Math Central - mathcentral.uregina.ca  Quandaries & Queries    Q & Q    Topic: initial velocity   start over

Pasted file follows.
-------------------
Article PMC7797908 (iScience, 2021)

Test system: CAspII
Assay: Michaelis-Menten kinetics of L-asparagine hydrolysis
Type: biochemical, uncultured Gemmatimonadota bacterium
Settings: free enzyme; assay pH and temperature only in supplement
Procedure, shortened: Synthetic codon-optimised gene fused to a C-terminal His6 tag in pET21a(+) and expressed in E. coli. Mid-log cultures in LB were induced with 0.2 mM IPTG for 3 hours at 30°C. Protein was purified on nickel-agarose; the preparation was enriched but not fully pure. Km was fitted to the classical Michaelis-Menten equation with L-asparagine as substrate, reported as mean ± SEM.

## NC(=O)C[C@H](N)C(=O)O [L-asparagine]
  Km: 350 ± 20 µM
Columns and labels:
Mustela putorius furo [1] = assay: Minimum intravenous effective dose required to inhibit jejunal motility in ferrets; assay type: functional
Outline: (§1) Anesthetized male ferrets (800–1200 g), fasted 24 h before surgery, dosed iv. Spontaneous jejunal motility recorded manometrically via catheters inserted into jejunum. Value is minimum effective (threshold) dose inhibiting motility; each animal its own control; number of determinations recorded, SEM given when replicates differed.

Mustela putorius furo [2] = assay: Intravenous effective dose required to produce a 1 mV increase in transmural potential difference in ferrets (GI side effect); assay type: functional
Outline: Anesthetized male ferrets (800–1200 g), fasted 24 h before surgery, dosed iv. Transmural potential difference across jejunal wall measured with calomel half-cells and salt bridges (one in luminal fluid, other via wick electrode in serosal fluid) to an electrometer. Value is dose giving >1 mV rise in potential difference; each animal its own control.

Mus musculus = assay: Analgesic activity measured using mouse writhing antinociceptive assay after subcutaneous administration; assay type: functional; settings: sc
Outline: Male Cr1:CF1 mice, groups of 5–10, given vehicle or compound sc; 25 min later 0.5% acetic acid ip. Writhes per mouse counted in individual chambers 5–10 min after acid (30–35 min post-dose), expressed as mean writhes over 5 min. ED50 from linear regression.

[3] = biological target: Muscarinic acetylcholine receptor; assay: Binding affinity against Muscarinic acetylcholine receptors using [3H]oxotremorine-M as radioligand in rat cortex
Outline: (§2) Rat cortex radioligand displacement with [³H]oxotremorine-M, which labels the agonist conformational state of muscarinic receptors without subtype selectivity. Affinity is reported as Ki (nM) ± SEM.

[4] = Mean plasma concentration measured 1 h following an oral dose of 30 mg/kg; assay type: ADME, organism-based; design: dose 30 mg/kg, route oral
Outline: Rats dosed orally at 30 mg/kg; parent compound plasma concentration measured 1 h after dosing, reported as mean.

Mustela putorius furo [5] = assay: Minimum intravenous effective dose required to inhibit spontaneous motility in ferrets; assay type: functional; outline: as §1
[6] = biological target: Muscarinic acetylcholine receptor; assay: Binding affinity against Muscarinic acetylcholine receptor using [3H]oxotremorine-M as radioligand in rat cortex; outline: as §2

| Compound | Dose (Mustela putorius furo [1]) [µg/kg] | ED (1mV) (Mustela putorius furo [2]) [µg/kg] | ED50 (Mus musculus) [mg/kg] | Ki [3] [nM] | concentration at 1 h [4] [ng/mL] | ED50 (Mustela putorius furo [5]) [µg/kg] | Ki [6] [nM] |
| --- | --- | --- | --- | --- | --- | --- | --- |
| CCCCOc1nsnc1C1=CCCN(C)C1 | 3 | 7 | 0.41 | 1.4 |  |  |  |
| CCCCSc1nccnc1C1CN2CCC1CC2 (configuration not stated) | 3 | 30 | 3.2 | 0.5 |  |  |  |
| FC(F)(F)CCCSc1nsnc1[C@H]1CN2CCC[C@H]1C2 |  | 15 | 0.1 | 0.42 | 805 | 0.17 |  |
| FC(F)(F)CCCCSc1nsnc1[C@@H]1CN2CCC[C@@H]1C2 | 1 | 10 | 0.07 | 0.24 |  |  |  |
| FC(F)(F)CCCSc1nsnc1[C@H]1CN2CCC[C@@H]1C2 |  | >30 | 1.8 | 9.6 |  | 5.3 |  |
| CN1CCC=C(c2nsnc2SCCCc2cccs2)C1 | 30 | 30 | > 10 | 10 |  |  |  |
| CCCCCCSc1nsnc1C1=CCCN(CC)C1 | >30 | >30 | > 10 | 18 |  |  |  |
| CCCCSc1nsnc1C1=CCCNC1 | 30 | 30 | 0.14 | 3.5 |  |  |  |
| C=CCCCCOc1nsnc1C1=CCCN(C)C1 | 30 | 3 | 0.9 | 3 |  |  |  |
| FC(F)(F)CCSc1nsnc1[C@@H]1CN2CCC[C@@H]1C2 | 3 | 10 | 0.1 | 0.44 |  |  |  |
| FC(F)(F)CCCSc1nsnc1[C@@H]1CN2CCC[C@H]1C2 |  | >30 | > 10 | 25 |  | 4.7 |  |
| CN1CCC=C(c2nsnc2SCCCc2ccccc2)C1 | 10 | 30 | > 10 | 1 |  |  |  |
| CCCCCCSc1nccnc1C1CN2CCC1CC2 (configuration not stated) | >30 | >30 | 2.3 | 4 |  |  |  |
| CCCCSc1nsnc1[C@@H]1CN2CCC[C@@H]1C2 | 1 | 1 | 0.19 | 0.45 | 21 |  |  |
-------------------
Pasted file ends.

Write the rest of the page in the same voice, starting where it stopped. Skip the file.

5 items are filed under this topic.    Page1/1            Throwing a football 2018-04-26 From Abby:Daring Danny's threw a football at an angle of 40 degrees to the horizontal. The football hit the ground at 36 feet. Danny is 5 feet 1 inch tall. Find the initial velocity I have been trying to figure this problem out for forever! Please help! I am really confused because I don't know time either and you are supposed to find that as well as velocity.Answered by Penny Nom.     Initial velocity 2017-05-23 From Annelle:a body is thrown vertically downward from a height above the ground. determine the initial velocity and the height of the starting point if after 4 secs it reaches the ground with velocity of 68 m/s.Answered by Penny Nom.     Shooting a ball at a target 2016-02-16 From Thys:Hi I have a problem with the formula that i use .(for programming) I have looked all over the web to find a solution but no luck. I have a cannon that shoots a ball at a target I use this formula to calculate what my initial velocity must be to hit the target at a angle of 30 degrees and a distance of 15m (the cannon and target position is known) It works perfectly if both is at same height but if one is higher or lower it miss. In an example I am working with the range is 30m, the angle is 45 degrees and the target is 10m higher than my position. Please help Formula = V0 = √RG / Sin(2α)Answered by Harley Weston.     Parametric equations 2 2012-02-25 From Kathy:If the angle at time 0 is not 45 degrees how can you find the initial velocity? Ball thrown from height of 7 feet. Caught by receiver at height of 4 feet after traveling 90 feet down the field. Find initial velocity. You had a similar problem answered but the angle was 45 degrees so the cos and sin were equal and the equations were simpler to work with. Thank you!Answered by Harley Weston.     Throwing a ball on the moon 2008-05-21 From leria:equation for motion of moon is h=2.67t^2 + vt + s equation for earth h=-16t + vt + s Suppose you are on an outpost on the moon and Jan is back on Earth. Both people toss a ball from a height of 96 feet with an initial velocity of 16 feet per second. How much longer will your ball stay in motion on the moon than Jan's on the earth? Math Central, I'm having a difficult time understanding which numbers to plug into the formula.Answered by Stephen La Rocque.      Page1/1    Math Central is supported by the University of Regina and The Pacific Institute for the Mathematical Sciences.    about math central :: site map :: links :: notre site français